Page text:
Free Patterns from Sophie Junction Tutorial--Modern square garden quilt-- Ok, I gave a fancy name to my simple square quilt. This is very easy to do, but I wanted a different look, so I chose ginghum check fabric for the sashing and the borders. * You will need 1 charm pack (I used some for another project, so I only had 35 pieces left. That's what we will use for this quilt). 2 yards ginghum check fabric (for sashing, borders, and bias tape) * Note--Always cut big pieces first and work your way down to small pieces. I cut all the long pieces from length of fabric. * Cutting: 25P-- 2 1/2"x 5" (sashing for between the squares) 6P--- 2 1/2"x 31" (sashing for between the rows) 2P--- 4"x 38 1/2" (top borders) 2P--- 4"x 44 1/2" (sides borders) * How to assemble the quilt: 1. 3. 4. Now you have the quilt top! I like the batting and backing to have an extra 3" around the egde. For the bias tape, check out my tutorial. I basted my quilt and haven't decide what to do.
What I Did Last Summer | A Crafty Fox | After months of swapping and purchasing via etsy and ebay, last June I cut into some precious bits of Flea Market Fancy. And then I got distracted. So here is a UFO that sat neglected for nearly a year. The pattern is Saltwater Taffy by Fig Tree. My little block from my previous post measures in at exactly 5″. Nine of my awesome readers guessed the size right! Congrats, Karen!
Finished Paintbox Quilt The Paintbox Quilt is finished! This quilt is made with 64 - 6.5" blocks in 32 color combinations (8 by 8 blocks with 1.5" sashing). Each combination is a Kona cotton solid and a monochromatic quilting print. One of the blocks in each combination is made with a printed center and outer ring and the other is made with a solid center and outer ring. I had a hard time deciding how to lay out the blocks for the quilt. I alternated the orientation of the squares so the "pulled" corners were going in opposite directions. On the back, I made a pieced panel with a little rectangle of each of the Kona cottons. The letters on the back are just simple Kona cotton appliques, made using this technique. The washed and quilted linen is so incredibly soft, which makes this a very comfy quilt too! I originally had a black and white binding on this quilt, but it was a little "too much" so I ended up going with this gold and white stripe from Kaufman's Pimatex Basics, which I really like.
sarah stitched Christmas Once a Month: Winter Seeds Table Topper - The Crafty Quilter Welcome to the June edition of Christmas Once a Month! I have a quick and easy table topper to share with you that would make a great hostess gift or an added holiday touch to any table! I have always wanted to do something with the melon (or pumpkin seed) block and this little table topper fit the bill. I used fabric from the Winter’s Lane Collection by Kate and Birdie Paper Co for Moda. Finished Size: 27 1/2″ wide Here is how you can make this table topper for yourself (or a friend): Supplies: 1 pkg. charm squares OR the following:1 fat 1/8 (9″ x 21″) each of 5 light fabrics for background1 fat 1/8 (9″ x 21″) each of 2 aqua fabrics for seed appliqueFabric scraps of red fabric for seed applique1/4 yard binding7/8 yard backing Cutting Instructions: Side Triangles: From one of the light background fabrics, cut (2) 7 1/4″ squares, then cut in half once diagonally.Center Squares: From each of the four remaining background fabrics, cut (4) 5″ squares each. Assembly Instructions: 1. 2. 3. 4. 5. 6.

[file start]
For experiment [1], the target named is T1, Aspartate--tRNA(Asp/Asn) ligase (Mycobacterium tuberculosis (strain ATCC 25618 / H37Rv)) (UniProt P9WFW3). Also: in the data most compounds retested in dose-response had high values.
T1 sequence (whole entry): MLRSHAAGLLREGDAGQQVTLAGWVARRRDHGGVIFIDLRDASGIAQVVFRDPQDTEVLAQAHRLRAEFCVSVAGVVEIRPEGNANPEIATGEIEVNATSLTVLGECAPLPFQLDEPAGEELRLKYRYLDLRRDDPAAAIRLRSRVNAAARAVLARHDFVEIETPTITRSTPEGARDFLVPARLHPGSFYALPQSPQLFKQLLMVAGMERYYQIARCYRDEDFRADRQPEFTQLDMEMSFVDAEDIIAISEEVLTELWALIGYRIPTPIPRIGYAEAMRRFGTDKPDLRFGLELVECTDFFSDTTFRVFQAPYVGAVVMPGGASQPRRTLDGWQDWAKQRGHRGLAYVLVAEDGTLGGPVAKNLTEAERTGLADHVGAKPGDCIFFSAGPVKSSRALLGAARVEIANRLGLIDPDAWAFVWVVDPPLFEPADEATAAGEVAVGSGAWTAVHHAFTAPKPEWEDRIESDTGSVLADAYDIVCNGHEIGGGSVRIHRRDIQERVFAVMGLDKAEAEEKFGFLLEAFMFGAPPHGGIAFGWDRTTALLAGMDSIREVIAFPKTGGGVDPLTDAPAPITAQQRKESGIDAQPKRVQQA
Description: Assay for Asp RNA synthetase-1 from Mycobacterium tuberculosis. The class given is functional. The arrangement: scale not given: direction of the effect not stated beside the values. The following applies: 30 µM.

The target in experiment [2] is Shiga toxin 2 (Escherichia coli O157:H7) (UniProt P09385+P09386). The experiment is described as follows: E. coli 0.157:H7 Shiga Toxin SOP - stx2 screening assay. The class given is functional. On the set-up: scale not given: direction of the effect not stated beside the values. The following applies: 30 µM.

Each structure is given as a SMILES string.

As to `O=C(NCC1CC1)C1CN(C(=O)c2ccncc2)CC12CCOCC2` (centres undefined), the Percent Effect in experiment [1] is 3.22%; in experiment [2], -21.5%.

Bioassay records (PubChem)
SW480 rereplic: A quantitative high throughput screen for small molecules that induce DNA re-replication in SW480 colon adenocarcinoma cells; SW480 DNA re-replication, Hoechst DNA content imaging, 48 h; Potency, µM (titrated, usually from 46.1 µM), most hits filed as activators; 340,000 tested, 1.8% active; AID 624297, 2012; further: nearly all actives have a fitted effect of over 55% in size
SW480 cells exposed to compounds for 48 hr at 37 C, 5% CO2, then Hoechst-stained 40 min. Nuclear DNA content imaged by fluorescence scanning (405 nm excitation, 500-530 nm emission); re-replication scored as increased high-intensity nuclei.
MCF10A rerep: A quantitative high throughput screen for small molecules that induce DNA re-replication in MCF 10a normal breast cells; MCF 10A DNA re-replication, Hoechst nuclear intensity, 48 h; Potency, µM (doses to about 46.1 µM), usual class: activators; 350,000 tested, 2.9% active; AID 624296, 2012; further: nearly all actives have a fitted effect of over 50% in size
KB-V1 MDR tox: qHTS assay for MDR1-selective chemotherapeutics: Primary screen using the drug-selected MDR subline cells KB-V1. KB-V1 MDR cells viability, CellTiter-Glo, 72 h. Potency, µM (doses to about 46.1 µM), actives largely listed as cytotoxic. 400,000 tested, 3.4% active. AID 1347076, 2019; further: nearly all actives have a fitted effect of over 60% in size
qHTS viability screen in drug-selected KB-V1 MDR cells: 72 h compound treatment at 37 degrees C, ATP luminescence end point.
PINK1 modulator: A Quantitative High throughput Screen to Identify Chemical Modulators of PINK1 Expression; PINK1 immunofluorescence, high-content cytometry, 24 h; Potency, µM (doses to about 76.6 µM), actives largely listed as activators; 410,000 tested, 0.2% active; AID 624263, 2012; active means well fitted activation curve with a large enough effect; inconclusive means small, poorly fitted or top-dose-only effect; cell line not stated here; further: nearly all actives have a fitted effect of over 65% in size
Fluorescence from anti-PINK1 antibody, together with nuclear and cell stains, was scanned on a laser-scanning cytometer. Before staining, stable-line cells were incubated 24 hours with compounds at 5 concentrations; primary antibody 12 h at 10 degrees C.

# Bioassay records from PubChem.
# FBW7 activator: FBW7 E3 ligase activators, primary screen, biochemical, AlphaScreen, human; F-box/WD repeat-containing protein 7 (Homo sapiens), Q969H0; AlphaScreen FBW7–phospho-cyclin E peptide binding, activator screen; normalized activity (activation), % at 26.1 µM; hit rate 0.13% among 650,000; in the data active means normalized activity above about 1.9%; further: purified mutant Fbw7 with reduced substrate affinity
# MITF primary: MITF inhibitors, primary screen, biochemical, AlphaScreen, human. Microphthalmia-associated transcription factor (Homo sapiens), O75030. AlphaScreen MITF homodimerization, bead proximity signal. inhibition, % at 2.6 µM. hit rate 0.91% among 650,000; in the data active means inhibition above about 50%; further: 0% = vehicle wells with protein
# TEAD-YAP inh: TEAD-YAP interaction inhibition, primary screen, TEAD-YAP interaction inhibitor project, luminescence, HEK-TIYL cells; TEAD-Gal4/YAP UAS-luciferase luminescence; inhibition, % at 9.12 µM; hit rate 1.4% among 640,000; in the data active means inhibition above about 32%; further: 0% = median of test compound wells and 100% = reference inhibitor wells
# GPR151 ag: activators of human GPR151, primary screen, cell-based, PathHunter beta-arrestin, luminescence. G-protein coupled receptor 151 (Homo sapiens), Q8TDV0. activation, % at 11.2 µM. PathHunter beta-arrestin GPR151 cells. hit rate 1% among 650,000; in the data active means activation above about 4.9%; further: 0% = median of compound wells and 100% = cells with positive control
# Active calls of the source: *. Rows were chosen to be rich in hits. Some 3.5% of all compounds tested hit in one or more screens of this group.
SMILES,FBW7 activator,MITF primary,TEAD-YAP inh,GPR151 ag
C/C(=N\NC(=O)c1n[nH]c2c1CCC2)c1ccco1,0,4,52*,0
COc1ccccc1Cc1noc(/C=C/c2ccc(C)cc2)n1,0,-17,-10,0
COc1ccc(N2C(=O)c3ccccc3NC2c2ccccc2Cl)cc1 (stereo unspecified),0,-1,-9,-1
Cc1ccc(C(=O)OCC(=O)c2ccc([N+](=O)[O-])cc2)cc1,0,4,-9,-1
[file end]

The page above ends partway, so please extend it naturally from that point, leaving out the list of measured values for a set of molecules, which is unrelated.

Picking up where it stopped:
Cinnamon-Vanilla Chia Seed Pudding Have you tried chia seeds? I first had them sprinkled on a salad a couple years ago…they are delicious with a subtle nutty flavor, and they pair well with so many things. (They’re a great addition to smoothies, oatmeal, and muffins!) For the past year or so, I’ve been seeing chia seed pudding all over the place and I decided it was finally time to try it for myself. I’m glad I finally gave it a try! Chia Seeds Once you have the basic chia seed/liquid formula, you can add anything you like, such as sweetener, flavoring, and other mix-ins. I like to take treats like this and come up with flavors based on classic desserts. And healthy it is. Cinnamon-Vanilla Chia Seed Pudding Serves 2 1 cup non-dairy milk, any kind you like (I like plain, unsweetened almond milk) 3 tablespoons chia seeds 1-2 packets stevia (more or less to taste)* 1 teaspoon pure vanilla extract 1/2 teaspoon ground cinnamon 1 small pinch sea salt